Nietzsche, Buddhism & the spirituality of Groundhog Day

So, I love this movie.  This is one of my all time favorites, and I must say I am embarrassed that I did not list it before.

The trailer makes it sound sort of silly and a little slapstick. To understand the spiritual depth of this film one needs to be familiar with reincarnation and Nietzsche. Nietzsche connected the idea of eternal recurrence with many of his concepts. The idea is that events repeat themselves over and over. That because time in infinite and matter is finite, that everything will repeat. Nietzsche felt that “The law of conservation of energy demands eternal recurrence.” and thus posed a question,

“What, if some day or night a demon were to steal after you into your loneliest loneliness and say to you: ‘This life as you now live it and have lived it, you will have to live once more and innumerable times more’ … Would you not throw yourself down and gnash your teeth and curse the demon who spoke thus? Or have you once experienced a tremendous moment when you would have answered him: ‘You are a god and never have I heard anything more divine.’ ”

It’s a heavy question because it means that the life you live matters since it will repeat in all future lives. Or maybe doesn’t matter since this is just a repeat of something that has already happened an infinite number of times. Either way this film is a response to that question. What if you could live a day over and over until you get it right? How many times have you later thought of the perfect response, or the ultimate retort long after the event was over? How many times have you been in a position where you thought, “Damn, I wish I hadn’t said that.” That is what this film is. It’s an exploration of that opportunity.

At the start we meet Phil, played by Bill Murray, who is a weather reporter sent to Punxsutawney to report on groundhog’s day. He is unpleasant to say the least. He’s disappointed in his career. which is evident from the start. He is rude and sarcastic to people while having an air of self-importance. In one scene he is drinking with a couple of locals and asks,

“What would you do if you were stuck in one place, and everyday was exactly the same and nothing that you did mattered?”

Sounds like the angst of the middle aged, middle class to me. The typical malaise of modern life.

So Bill begins to understand that he is repeating the same day over and over. Once he realizes there is no consequences for his action he embarks on a wave of self-destruction. There is a scene in the cafe where Phil is stuffing his face with pastries. Rita the producer, played by Andie Macdowell, disgusted with his gluttony quotes Sir Walter Scott to him,

The wretch, concentred all in self,
Living, shall forfeit fair renown,
And, doubly dying, shall go down
To the vile dust from whence he sprung,
Unwept, unhonour’d, and unsung.

Once bored with self indulgence, he begins to manipulate people for his own satisfaction. First the blonde woman, in the cafe Nancy. Then later he fixates on Rita. With each successive day learns more and more about what she is looking for in a man. He tries to trick her into sleeping with him, by liking the same things. Over time after repeatedly rebuffing him he gets bitter. Rock bottom is when he ends up stealing the groundhog hoping killing it and himself will end the cycle. When it doesn’t he kills himself in a dozen different ways.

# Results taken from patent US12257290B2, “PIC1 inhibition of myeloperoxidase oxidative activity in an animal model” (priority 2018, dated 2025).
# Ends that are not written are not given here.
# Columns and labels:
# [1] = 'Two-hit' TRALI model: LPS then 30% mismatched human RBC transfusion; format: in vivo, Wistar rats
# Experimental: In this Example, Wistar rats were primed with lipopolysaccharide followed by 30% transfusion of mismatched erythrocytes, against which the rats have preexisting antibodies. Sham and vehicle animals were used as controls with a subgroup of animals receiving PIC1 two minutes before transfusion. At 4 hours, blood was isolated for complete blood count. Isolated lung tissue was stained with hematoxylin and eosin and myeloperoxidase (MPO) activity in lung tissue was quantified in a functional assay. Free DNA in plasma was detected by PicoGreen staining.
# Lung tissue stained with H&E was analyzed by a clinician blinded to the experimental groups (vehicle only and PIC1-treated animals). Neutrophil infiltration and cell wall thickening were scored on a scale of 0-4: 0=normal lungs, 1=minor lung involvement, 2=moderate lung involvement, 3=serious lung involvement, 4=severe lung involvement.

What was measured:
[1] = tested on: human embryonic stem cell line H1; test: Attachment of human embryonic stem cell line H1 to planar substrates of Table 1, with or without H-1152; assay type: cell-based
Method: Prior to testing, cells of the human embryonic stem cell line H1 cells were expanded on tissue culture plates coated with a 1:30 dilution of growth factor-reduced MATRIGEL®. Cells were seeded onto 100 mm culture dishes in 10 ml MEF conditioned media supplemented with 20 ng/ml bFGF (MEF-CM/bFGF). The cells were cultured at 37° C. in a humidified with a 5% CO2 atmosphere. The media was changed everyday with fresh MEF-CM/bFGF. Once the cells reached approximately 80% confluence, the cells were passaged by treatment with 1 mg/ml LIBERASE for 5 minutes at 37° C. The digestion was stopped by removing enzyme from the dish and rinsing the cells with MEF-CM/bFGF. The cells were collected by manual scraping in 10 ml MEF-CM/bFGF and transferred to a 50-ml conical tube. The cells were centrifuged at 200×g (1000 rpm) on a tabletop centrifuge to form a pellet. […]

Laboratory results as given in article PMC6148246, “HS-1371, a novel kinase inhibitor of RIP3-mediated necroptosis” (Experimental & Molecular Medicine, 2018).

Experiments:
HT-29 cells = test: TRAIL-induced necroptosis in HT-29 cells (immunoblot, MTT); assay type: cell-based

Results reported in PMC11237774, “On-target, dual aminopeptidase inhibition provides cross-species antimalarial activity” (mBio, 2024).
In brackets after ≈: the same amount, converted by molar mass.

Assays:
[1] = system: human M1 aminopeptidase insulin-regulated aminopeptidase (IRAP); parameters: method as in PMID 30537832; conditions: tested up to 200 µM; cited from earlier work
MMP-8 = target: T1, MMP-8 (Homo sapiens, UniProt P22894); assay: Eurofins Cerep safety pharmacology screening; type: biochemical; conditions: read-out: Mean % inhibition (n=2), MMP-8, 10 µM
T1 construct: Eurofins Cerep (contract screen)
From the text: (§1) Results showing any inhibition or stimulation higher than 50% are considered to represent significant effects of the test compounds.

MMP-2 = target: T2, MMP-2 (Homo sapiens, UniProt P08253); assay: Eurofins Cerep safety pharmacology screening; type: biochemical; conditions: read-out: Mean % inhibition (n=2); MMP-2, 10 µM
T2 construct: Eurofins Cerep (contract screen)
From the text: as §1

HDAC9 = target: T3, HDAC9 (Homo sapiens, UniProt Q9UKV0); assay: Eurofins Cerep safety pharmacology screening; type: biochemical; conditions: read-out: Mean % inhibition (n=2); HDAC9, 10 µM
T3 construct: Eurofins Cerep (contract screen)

Over time this changes who he is. Over time, he begins to understand that if he focuses solely on himself the cycle will never be broken. In another scene in the cafe Phil shows Rita he knows all about everyone in the cafe. He starts focusing on others. There is one scene where Phil befriends an old homeless man and takes him to the hospital. The nurse later informs him that the old man has passed and it was “just his time”. And that is the key, time.

With each repetition he becomes more self-aware. The connection to reincarnation is obvious. In fact, this is probably the most Buddhist film you will ever see. If you’re a Christian you can think of it as purgatory and atoning for one’s sins before being able to pass on to the afterlife.

He rescues a kid falling from a tree. He fixes the flat tire on the car of some older ladies. He saves the mayor of the town who is choking on a piece of steak. Interesting side note, the actor who plays the mayor is actually Bill Murray’s real brother. He gives newly-weds tickets to wrestlemania. He buys all of Ned’s different insurance. He gets good at piano, and he learns to ice sculpt. He learns French and becomes familiar with 19th century poetry. It’s estimated, based on the amount of time it would take to get that good at things, he spends 35 years repeating this day. Unlike Nietzsche’s recurrence he is able to change something about each cycle, himself.

It’s not until he begins to act selflessly that Rita begins to fall in love with him and the cycle is eventually broken.

Whether you like Nietzsche’s idea, or Buddhism or Christianity, the spiritual message is the same perform selfless acts to obtain happiness.

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